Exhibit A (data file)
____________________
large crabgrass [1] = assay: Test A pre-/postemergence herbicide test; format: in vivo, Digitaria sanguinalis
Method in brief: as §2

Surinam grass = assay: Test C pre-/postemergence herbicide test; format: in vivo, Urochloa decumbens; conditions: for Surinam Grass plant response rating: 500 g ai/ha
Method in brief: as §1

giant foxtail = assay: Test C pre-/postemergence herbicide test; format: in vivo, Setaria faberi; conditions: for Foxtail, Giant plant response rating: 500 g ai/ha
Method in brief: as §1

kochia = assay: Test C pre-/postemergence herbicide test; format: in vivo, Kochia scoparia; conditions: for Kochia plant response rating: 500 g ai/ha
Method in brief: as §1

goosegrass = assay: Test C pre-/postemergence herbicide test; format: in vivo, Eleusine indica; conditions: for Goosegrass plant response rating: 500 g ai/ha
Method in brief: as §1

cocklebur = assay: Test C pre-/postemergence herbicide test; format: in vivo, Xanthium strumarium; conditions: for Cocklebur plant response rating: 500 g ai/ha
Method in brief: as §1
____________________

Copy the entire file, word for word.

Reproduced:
large crabgrass [1] = assay: Test A pre-/postemergence herbicide test; format: in vivo, Digitaria sanguinalis
Method in brief: as §2

Surinam grass = assay: Test C pre-/postemergence herbicide test; format: in vivo, Urochloa decumbens; conditions: for Surinam Grass plant response rating: 500 g ai/ha
Method in brief: as §1

giant foxtail = assay: Test C pre-/postemergence herbicide test; format: in vivo, Setaria faberi; conditions: for Foxtail, Giant plant response rating: 500 g ai/ha
Method in brief: as §1

kochia = assay: Test C pre-/postemergence herbicide test; format: in vivo, Kochia scoparia; conditions: for Kochia plant response rating: 500 g ai/ha
Method in brief: as §1

goosegrass = assay: Test C pre-/postemergence herbicide test; format: in vivo, Eleusine indica; conditions: for Goosegrass plant response rating: 500 g ai/ha
Method in brief: as §1

cocklebur = assay: Test C pre-/postemergence herbicide test; format: in vivo, Xanthium strumarium; conditions: for Cocklebur plant response rating: 500 g ai/ha
Method in brief: as §1